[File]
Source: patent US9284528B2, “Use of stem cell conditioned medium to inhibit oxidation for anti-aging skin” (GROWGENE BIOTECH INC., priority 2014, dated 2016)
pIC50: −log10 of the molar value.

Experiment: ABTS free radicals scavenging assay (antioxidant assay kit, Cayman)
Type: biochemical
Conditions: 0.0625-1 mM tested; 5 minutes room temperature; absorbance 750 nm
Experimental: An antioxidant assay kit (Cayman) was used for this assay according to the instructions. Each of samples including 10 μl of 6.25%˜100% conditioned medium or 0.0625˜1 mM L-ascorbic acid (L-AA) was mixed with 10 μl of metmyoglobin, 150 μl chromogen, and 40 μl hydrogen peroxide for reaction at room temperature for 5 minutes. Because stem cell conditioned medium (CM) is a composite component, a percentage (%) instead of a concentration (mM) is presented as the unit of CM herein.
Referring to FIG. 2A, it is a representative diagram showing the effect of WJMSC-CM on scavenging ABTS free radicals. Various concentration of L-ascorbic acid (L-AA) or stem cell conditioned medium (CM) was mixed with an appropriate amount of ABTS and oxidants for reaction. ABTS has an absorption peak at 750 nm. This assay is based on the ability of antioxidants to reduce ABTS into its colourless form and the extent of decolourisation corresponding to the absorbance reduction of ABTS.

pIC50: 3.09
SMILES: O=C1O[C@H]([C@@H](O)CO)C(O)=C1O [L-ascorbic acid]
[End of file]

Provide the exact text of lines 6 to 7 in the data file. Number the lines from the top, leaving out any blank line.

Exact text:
Experimental: An antioxidant assay kit (Cayman) was used for this assay according to the instructions. Each of samples including 10 μl of 6.25%˜100% conditioned medium or 0.0625˜1 mM L-ascorbic acid (L-AA) was mixed with 10 μl of metmyoglobin, 150 μl chromogen, and 40 μl hydrogen peroxide for reaction at room temperature for 5 minutes. Because stem cell conditioned medium (CM) is a composite component, a percentage (%) instead of a concentration (mM) is presented as the unit of CM herein.
Referring to FIG. 2A, it is a representative diagram showing the effect of WJMSC-CM on scavenging ABTS free radicals. Various concentration of L-ascorbic acid (L-AA) or stem cell conditioned medium (CM) was mixed with an appropriate amount of ABTS and oxidants for reaction. ABTS has an absorption peak at 750 nm. This assay is based on the ability of antioxidants to reduce ABTS into its colourless form and the extent of decolourisation corresponding to the absorbance reduction of ABTS.